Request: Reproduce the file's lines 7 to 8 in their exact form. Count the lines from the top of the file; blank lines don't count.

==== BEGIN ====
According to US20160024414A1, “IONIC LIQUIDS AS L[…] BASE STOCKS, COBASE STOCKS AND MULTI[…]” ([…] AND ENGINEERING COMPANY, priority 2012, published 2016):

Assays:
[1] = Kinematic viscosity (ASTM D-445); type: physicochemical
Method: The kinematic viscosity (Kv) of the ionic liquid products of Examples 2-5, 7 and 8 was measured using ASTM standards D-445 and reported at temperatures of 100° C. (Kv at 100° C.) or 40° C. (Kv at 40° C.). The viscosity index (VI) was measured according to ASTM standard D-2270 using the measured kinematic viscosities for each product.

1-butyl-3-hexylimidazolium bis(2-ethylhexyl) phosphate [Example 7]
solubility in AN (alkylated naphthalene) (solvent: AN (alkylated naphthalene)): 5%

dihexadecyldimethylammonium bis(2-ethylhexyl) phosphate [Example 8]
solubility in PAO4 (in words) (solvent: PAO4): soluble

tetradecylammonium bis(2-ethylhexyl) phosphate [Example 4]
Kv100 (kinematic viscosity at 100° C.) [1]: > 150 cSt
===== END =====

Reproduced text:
dihexadecyldimethylammonium bis(2-ethylhexyl) phosphate [Example 8]
solubility in PAO4 (in words) (solvent: PAO4): soluble